The Alberta Association for Community Living (AACL) is appalled to find that Elk Island Public Schools is discriminating against Hannah Gunderson, a young girl with disabilities, by forcing her to be segregated from her friends, against the wishes of her parents and her school community, when she travels to school. In effect Elk Island School District is punishing a child with disabilities and separating her from her friends because she is unable to walk. At a time when Alberta Education has just completed a review of special education that calls for every student with special needs to belong and be included, Elk Island is instituting regressive practices that deny Hannah the right to be included. As a student with disabilities who cannot easily defend herself Hannah needs her friends to ensure her safety and protection. The research evidence is unequivocal in that segregation increases the risk of abuse and violence against children with disabilities. Elk Island Public Schools is increasing Hannah’s risk of harm by forcing her to be involuntarily segregated from her friends and classmates. Until this forthcoming school year Hannah was included on the same bus as her friends, traveling to school together and sharing in all the experiences of her peers as she grows up with them. This coming school year, without consultation with her parents, the Elk Island District unilaterally altered Hannah’s busing to her detriment. The School District and its Trustees have refused to reconsider this decision ruining a young child’s summer and that of her family as they anxiously consider a future where Hannah is deprived of the ordinary relationships most other families take for granted. Wendy McDonald, AACL President and a parent of a student with disabilities who is fully included, stated, “As a parent of a child with disabilities I know how hurtful this must be to Hannah and her family. As an Association representing many thousands of families with children with disabilities I call upon the Elk Island School District to demonstrate its capacity to listen, change and respond to the cries of a young child with disabilities.”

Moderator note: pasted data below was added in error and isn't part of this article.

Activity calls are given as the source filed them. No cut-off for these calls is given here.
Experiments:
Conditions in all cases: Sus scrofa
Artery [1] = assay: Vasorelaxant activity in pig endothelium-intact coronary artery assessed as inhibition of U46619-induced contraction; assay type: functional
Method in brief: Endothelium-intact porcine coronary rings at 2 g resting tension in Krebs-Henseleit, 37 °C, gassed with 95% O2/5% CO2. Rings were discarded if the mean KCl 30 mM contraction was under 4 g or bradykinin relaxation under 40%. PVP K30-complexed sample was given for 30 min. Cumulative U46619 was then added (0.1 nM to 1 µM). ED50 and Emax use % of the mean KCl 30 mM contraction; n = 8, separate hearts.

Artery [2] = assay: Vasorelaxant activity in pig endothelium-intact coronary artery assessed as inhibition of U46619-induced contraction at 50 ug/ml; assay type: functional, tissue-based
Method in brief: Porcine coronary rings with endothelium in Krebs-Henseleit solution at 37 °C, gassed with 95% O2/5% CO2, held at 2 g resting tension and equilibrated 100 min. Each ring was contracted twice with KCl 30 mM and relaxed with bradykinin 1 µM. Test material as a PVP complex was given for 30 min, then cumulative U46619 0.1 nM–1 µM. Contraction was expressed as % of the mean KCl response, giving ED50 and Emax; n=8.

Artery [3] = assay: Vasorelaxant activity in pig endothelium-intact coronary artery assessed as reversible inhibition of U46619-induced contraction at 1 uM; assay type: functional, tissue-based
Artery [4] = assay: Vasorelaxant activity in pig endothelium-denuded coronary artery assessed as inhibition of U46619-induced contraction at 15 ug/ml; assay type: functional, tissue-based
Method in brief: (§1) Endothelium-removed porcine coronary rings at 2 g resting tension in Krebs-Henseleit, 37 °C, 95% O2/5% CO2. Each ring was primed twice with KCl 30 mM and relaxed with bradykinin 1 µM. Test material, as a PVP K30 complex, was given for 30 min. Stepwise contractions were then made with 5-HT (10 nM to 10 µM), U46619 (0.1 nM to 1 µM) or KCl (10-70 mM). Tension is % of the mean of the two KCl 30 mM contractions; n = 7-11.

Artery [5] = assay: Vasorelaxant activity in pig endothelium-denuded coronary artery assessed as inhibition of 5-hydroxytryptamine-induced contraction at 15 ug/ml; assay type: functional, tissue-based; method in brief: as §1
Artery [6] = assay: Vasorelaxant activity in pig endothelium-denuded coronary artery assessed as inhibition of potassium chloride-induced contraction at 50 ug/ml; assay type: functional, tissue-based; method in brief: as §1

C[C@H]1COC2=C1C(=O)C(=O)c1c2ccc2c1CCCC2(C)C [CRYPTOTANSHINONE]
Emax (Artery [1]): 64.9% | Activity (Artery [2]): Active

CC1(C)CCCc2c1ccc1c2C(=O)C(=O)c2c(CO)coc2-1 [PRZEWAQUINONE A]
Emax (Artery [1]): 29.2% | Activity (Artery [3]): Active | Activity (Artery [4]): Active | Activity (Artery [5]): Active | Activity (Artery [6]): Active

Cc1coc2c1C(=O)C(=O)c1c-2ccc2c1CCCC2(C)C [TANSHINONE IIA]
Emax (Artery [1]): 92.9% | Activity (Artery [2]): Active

ACTION: Continue reading